"Execute Mission"

Vaught sent a message to all units: “Execute the mission as planned. Good luck, go with God."

“There was applause and fists were raised in the air with thumbs up. … It was exciting for all of us,” Kyle wrote.

This emotional elation would turn to despair in about 12 hours.

The mission began at dusk on April 24 with almost no problems. Kyle and Beckwith flew from Masirah in the lead MC-130 Combat Talon with some of the Delta soldiers and an Air Force combat controller team. At about the same time, Seiffert led the helicopter force, call sign "Bluebird", out of Nimitz and headed for the Iranian coast, 60 miles away.

The helicopters were equipped with two advanced navigation systems, but the pilots found them unreliable and relied primarily on visual navigation while cruising at 200 feet. “We were fat, dumb, and happy,” Seiffert recalled.

About 100 miles into Iran, the Talon ran into a thin cloud that reduced visibility but was not a problem at her cruising altitude of 2,000 feet. The cloud was a mass of suspended dust, called a "haboob", common in the Iranian desert. Air Force weather experts supporting the mission knew it was a possibility, but apparently never told the mission pilots. Kyle said he considered sending a warning to the helicopters, but decided it wasn't significant.

When MC-130 ran into a much thicker cloud afterwards, it tried to alert Seiffert, but the message was never transmitted. It was just one of the communication errors that would affect the mission.

The cloud of dust that was a minor irritation to the Combat Talon became prolonged torture for the helicopter pilots, who were trying to fly in formation and visually navigate at 200 feet while wearing rudimentary night vision goggles. The visibly shaken Navy airmen later told Beckwith and Kyle that the hours in the milky dust cloud were the worst experience of their lives, which for some included combat in Vietnam.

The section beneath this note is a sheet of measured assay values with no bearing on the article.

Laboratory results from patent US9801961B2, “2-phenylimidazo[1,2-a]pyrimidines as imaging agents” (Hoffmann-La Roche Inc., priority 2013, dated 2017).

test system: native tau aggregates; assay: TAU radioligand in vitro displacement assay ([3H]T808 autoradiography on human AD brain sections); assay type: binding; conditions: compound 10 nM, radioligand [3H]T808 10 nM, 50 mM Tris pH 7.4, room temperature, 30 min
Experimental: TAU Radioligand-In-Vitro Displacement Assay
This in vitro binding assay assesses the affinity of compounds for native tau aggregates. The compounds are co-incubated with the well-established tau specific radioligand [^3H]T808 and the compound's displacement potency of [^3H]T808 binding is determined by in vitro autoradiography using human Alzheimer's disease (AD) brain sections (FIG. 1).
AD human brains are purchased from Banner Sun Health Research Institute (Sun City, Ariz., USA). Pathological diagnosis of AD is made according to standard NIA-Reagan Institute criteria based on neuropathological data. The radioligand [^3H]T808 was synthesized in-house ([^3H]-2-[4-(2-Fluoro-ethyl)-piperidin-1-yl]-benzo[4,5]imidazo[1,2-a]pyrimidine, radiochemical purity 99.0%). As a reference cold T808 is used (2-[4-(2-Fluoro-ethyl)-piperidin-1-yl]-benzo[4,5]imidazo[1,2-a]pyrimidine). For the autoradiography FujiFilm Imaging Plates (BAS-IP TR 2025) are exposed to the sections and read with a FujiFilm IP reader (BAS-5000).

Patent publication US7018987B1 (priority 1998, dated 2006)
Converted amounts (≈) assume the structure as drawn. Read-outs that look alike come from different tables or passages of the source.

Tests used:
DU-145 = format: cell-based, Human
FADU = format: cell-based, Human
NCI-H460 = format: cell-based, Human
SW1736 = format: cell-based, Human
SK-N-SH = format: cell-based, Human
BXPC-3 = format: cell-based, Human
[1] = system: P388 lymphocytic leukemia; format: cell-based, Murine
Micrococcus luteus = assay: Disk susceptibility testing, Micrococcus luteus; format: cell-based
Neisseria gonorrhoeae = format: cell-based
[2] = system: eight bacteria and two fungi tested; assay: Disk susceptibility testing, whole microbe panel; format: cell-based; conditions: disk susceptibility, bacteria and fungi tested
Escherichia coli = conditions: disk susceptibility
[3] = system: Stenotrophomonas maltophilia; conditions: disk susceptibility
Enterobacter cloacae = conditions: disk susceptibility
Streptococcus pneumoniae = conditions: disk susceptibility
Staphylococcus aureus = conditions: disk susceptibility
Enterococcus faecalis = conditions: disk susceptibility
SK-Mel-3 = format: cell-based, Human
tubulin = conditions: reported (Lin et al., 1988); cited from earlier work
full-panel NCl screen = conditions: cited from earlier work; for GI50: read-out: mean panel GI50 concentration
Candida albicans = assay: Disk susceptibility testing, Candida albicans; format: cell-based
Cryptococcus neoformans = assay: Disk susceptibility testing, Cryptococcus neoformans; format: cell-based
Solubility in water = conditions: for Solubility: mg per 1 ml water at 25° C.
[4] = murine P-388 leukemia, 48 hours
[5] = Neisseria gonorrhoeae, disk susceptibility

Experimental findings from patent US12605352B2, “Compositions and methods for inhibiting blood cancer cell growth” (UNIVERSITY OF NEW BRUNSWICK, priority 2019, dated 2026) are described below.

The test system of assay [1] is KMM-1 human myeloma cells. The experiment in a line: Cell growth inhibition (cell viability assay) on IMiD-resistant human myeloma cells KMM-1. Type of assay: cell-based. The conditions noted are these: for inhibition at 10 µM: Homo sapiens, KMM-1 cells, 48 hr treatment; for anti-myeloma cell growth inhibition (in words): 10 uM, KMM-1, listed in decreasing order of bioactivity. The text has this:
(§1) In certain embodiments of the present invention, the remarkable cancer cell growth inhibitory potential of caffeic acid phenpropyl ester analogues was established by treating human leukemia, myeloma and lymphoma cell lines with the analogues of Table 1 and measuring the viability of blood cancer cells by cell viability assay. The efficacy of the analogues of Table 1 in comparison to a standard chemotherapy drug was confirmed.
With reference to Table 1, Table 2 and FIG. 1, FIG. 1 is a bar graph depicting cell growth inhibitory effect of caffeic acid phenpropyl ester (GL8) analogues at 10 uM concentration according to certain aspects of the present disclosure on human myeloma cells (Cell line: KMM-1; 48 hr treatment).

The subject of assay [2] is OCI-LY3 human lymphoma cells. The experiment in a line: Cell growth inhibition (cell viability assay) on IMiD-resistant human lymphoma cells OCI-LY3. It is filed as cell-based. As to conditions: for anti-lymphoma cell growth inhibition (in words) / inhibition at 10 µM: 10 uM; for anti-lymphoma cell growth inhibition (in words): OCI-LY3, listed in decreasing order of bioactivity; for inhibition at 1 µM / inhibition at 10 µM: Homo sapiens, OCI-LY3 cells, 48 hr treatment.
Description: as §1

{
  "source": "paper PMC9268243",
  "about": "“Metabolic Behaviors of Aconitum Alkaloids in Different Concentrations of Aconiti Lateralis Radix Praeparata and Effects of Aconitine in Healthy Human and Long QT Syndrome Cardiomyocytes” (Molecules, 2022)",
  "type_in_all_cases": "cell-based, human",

Things started to go wrong even before the dust cloud.

Less than two hours into the flight, a warning light came on in the Bluebird Six's cockpit. The indicator, called the Blade Inspection Method, or BIM, warned of a possible leak from the pressurized nitrogen that fills the Sea Stallion's hollow rotors. On the H-53 models that the Marines were used to flying, the BIM indicator usually meant a crack in one of the massive blades, which had caused rotor failure and several fatalities in the past. As a result, Marine H-53 pilots were trained to land quickly after a BIM warning.

However, Navy RH-53s had newer BIM systems that generally did not predict blade failure. To that date, no RH-53 had suffered a broken blade and the manufacturer had determined that the helicopter could be flown safely for up to 79 hours at reduced speed following a BIM alert.

up to seven

However, the Bluebird Six pilots were unaware of this. Thinking the craft was unsafe to fly, the crew abandoned it in the desert and jumped aboard a helicopter that landed to help.

The mission was reduced to seven helicopters.

Farther inland, the remaining helicopters were struggling with the cloud of dust, which reduced visibility to meters and raised cabin temperatures. Although all the pilots were having a hard time, the Bluebird Five was really suffering as progressive failures in the electrical system took away most of the pilot's essential flight and navigation instruments. The pilot, Lieutenant Commander of the Navy. Rodney Davis, "was flying a partial panel, needle ball, wet compass, a real vertigo-inducer," Seiffert said.

Fighting the disconcerting effects of vertigo, with his inner ear telling him the plane is spinning while his eyes say it isn't, and not knowing the location of the other helicopters or the weather on Desert One, Davis decided to turn back.

Davis was unaware that he was about 25 minutes from clear air, which prevailed until Desert One, because everyone maintained strict radio silence to avoid detection.

The mission was now down to a minimum of six helicopters.

Meanwhile, the lead C-130 landed at Desert One and Beckwith's commandos rushed to block the dirt road through the site.